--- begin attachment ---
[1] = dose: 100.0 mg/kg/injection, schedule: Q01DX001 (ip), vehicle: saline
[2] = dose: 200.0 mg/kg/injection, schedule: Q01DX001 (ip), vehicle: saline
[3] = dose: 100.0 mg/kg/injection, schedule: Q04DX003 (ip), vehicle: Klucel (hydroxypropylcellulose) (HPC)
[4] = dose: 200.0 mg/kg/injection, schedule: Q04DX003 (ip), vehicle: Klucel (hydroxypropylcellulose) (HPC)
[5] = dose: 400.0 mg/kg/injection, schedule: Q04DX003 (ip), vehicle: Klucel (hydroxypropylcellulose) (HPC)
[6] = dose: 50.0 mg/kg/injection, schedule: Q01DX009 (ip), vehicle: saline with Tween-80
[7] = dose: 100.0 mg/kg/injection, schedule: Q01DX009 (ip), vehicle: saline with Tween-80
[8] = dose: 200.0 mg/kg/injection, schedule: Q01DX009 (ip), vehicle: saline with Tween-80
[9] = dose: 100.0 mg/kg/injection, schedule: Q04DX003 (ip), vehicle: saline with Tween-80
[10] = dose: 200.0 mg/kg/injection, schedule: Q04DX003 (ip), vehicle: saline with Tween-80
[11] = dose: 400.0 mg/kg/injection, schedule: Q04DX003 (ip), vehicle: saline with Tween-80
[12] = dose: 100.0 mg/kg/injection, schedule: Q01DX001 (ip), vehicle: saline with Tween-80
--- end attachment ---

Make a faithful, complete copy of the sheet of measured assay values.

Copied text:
[1] = dose: 100.0 mg/kg/injection, schedule: Q01DX001 (ip), vehicle: saline
[2] = dose: 200.0 mg/kg/injection, schedule: Q01DX001 (ip), vehicle: saline
[3] = dose: 100.0 mg/kg/injection, schedule: Q04DX003 (ip), vehicle: Klucel (hydroxypropylcellulose) (HPC)
[4] = dose: 200.0 mg/kg/injection, schedule: Q04DX003 (ip), vehicle: Klucel (hydroxypropylcellulose) (HPC)
[5] = dose: 400.0 mg/kg/injection, schedule: Q04DX003 (ip), vehicle: Klucel (hydroxypropylcellulose) (HPC)
[6] = dose: 50.0 mg/kg/injection, schedule: Q01DX009 (ip), vehicle: saline with Tween-80
[7] = dose: 100.0 mg/kg/injection, schedule: Q01DX009 (ip), vehicle: saline with Tween-80
[8] = dose: 200.0 mg/kg/injection, schedule: Q01DX009 (ip), vehicle: saline with Tween-80
[9] = dose: 100.0 mg/kg/injection, schedule: Q04DX003 (ip), vehicle: saline with Tween-80
[10] = dose: 200.0 mg/kg/injection, schedule: Q04DX003 (ip), vehicle: saline with Tween-80
[11] = dose: 400.0 mg/kg/injection, schedule: Q04DX003 (ip), vehicle: saline with Tween-80
[12] = dose: 100.0 mg/kg/injection, schedule: Q01DX001 (ip), vehicle: saline with Tween-80